It hardly matters where in the world you look. The struggles to end violence against women have found brave voices, but remedies remain maddeningly out of reach. The violence against women rages on. In some places homicides of women are increasing at such a frightening pace that the terror they engender threatens to crush women's advances on all fronts. In Guatemala, for example, murders of women increased from 60 in the year 2000 to 624 women murdered last year, 2005. In other places, like Ciudad Juarez in Mexico, a decade of local and international efforts to stop the homicides of women has exposed some disturbing consequences. (Chamberlain, 2007, 12)
We need new strategies; new ways that those of us who work to end violence against women can join forces across borders, new ways of leveraging off new technology and changing political trends, new ways of listening. In short, it seems like a good time for some New Year's brainstorming. We offer a couple of our thoughts. And we'd like to hear yours. When we do, we'll put your ideas on our web site on the Brainstorm Billboard.
Guatemala and Juarez at a Glance
In the year 2005, there were 624 women murdered in Guatemala, a country the size of Tennessee. This marked a dramatic increase of femicides over the year before when 527 women were murdered, which was a dramatic increase over the year before that when 383 women were murdered. Daunting as these numbers are, there is an even more staggering statistic. Of the more than 2200 homicides of Guatemalan women over the last five years, Guatemalan justice officials have succeeded in obtaining only one conviction. (Chamberlain, 2007, 45(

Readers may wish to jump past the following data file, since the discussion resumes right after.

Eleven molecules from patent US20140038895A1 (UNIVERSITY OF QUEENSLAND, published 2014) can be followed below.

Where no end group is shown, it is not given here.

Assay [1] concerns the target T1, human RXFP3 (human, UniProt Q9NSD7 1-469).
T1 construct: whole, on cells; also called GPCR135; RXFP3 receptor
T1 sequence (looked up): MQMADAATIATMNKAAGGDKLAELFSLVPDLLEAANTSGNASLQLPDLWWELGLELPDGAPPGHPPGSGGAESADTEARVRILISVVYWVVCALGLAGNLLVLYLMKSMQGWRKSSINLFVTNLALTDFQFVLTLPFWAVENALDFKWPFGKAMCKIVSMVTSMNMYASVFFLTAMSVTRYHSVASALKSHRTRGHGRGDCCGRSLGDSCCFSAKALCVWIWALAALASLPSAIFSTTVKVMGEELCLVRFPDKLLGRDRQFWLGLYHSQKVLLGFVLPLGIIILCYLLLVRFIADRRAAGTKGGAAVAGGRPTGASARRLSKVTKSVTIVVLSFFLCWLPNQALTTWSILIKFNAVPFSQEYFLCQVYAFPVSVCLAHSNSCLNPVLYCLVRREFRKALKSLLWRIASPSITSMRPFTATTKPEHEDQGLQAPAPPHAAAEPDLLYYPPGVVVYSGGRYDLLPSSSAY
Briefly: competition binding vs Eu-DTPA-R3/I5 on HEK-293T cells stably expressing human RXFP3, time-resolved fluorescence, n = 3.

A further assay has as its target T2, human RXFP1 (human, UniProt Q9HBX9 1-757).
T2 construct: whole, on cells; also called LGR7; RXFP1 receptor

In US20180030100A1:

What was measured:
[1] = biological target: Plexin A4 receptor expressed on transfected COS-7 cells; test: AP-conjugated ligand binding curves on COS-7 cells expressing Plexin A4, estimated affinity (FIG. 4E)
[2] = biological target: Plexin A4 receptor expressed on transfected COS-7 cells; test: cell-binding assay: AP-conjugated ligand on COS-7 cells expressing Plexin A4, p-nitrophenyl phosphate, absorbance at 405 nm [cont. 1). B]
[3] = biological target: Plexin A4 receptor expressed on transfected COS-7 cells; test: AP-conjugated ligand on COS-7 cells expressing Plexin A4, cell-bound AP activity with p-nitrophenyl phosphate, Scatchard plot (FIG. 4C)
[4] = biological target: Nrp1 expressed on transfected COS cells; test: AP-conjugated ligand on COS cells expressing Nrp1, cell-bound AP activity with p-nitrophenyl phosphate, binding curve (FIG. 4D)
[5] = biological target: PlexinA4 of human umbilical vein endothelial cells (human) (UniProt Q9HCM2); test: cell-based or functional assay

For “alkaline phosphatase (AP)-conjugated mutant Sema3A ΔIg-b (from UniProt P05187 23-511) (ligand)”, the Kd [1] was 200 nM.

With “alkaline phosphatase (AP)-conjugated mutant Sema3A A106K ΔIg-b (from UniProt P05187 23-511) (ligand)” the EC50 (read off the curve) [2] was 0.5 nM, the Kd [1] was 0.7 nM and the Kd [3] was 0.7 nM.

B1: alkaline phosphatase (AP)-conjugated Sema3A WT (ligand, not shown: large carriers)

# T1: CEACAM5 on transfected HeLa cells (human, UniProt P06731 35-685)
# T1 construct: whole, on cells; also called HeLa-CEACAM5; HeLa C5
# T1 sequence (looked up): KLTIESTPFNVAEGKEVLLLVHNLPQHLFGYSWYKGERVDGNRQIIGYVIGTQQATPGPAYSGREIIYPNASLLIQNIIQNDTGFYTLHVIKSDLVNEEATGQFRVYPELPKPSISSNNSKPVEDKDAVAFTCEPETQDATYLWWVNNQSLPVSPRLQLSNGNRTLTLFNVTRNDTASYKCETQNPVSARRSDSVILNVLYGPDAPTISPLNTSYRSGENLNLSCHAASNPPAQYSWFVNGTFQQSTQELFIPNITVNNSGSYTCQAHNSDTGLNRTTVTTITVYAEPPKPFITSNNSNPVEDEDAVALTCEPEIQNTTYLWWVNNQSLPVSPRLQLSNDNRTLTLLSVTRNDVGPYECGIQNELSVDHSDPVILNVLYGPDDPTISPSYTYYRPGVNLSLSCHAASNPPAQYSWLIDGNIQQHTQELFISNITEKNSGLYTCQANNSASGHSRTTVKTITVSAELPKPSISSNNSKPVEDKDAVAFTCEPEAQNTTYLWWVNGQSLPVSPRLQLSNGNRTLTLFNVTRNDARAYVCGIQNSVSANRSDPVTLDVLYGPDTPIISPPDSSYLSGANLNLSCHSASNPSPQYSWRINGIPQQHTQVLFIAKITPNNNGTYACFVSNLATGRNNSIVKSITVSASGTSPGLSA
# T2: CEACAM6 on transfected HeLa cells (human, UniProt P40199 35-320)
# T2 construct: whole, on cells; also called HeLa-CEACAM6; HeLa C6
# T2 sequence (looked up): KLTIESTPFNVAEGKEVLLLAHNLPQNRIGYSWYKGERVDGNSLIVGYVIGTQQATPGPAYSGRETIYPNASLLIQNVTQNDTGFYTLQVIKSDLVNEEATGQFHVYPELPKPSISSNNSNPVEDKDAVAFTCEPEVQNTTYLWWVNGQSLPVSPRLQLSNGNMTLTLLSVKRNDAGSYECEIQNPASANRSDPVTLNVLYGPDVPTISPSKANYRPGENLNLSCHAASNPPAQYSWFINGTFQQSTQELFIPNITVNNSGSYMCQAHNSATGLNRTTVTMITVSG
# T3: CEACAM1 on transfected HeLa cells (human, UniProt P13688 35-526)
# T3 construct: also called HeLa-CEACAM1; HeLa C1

This drastic situation for women in Guatemala, and the utter failure of officials to respond, has been spotlighted over the last couple years by Guatemalan women's groups and international human rights groups. (See Juarez and Beyond Links.) One significant result has been Guatemala's creation of specialized police and prosecution units for investigating homicides of women. But the police unit, according to a June 2005 Amnesty International report, had only one cell phone and one computer. The investigations, for the most part, are thoroughly inept, And today, there is still only one conviction in the homicides of the more than 2200 Guatemalan women.
In Ciudad Juarez, Mexico, where there has now been more than a decade of international pressure on Mexican officials to remedy a similar record of impunity for homicides of women, the results are far from encouraging. There is a continuing toll of murdered women, and the alarming emergence of what local critics have called 'a second cycle of injustice'. A September 26, 2005 New York Times article sums up what local activists have been saying for years. In response to the local and international pressure, Mexican law enforcement has simply embarked on years of wholesale fabrication of cases; rounding up innocent men, falsifying evidence, ...